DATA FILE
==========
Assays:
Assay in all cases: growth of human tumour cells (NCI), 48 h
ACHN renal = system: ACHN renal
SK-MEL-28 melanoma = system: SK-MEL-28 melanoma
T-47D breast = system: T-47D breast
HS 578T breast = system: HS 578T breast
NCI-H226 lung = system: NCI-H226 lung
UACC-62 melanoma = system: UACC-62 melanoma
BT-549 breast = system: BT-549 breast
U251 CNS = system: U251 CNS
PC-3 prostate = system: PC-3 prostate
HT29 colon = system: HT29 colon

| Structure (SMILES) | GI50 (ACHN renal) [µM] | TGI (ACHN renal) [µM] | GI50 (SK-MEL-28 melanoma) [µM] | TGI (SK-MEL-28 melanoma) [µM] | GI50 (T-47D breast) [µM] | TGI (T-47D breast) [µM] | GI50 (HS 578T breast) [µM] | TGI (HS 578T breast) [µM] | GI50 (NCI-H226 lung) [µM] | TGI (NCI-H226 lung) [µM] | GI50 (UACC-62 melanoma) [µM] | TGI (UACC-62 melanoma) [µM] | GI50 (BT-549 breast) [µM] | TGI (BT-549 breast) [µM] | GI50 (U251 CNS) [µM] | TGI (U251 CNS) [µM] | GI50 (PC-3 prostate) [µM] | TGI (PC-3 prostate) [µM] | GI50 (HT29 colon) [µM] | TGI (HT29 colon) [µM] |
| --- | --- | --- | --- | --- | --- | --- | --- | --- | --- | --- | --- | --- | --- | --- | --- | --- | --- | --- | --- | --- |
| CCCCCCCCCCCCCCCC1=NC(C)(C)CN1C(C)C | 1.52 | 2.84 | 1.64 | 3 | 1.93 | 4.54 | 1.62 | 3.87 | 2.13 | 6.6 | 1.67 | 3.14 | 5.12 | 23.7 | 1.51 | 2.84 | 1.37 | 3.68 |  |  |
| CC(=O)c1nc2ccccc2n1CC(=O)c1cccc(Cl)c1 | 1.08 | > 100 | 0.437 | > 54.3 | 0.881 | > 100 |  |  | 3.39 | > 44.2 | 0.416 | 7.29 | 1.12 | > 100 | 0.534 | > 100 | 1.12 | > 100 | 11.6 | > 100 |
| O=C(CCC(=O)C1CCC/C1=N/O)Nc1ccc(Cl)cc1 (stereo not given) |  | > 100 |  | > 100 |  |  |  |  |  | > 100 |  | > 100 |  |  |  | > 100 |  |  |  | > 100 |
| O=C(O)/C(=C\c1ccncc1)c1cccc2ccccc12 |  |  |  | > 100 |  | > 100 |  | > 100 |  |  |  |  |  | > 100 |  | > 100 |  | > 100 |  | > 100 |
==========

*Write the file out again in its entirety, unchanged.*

Assays:
Assay in all cases: growth of human tumour cells (NCI), 48 h
ACHN renal = system: ACHN renal
SK-MEL-28 melanoma = system: SK-MEL-28 melanoma
T-47D breast = system: T-47D breast
HS 578T breast = system: HS 578T breast
NCI-H226 lung = system: NCI-H226 lung
UACC-62 melanoma = system: UACC-62 melanoma
BT-549 breast = system: BT-549 breast
U251 CNS = system: U251 CNS
PC-3 prostate = system: PC-3 prostate
HT29 colon = system: HT29 colon

| Structure (SMILES) | GI50 (ACHN renal) [µM] | TGI (ACHN renal) [µM] | GI50 (SK-MEL-28 melanoma) [µM] | TGI (SK-MEL-28 melanoma) [µM] | GI50 (T-47D breast) [µM] | TGI (T-47D breast) [µM] | GI50 (HS 578T breast) [µM] | TGI (HS 578T breast) [µM] | GI50 (NCI-H226 lung) [µM] | TGI (NCI-H226 lung) [µM] | GI50 (UACC-62 melanoma) [µM] | TGI (UACC-62 melanoma) [µM] | GI50 (BT-549 breast) [µM] | TGI (BT-549 breast) [µM] | GI50 (U251 CNS) [µM] | TGI (U251 CNS) [µM] | GI50 (PC-3 prostate) [µM] | TGI (PC-3 prostate) [µM] | GI50 (HT29 colon) [µM] | TGI (HT29 colon) [µM] |
| --- | --- | --- | --- | --- | --- | --- | --- | --- | --- | --- | --- | --- | --- | --- | --- | --- | --- | --- | --- | --- |
| CCCCCCCCCCCCCCCC1=NC(C)(C)CN1C(C)C | 1.52 | 2.84 | 1.64 | 3 | 1.93 | 4.54 | 1.62 | 3.87 | 2.13 | 6.6 | 1.67 | 3.14 | 5.12 | 23.7 | 1.51 | 2.84 | 1.37 | 3.68 |  |  |
| CC(=O)c1nc2ccccc2n1CC(=O)c1cccc(Cl)c1 | 1.08 | > 100 | 0.437 | > 54.3 | 0.881 | > 100 |  |  | 3.39 | > 44.2 | 0.416 | 7.29 | 1.12 | > 100 | 0.534 | > 100 | 1.12 | > 100 | 11.6 | > 100 |
| O=C(CCC(=O)C1CCC/C1=N/O)Nc1ccc(Cl)cc1 (stereo not given) |  | > 100 |  | > 100 |  |  |  |  |  | > 100 |  | > 100 |  |  |  | > 100 |  |  |  | > 100 |
| O=C(O)/C(=C\c1ccncc1)c1cccc2ccccc12 |  |  |  | > 100 |  | > 100 |  | > 100 |  |  |  |  |  | > 100 |  | > 100 |  | > 100 |  | > 100 |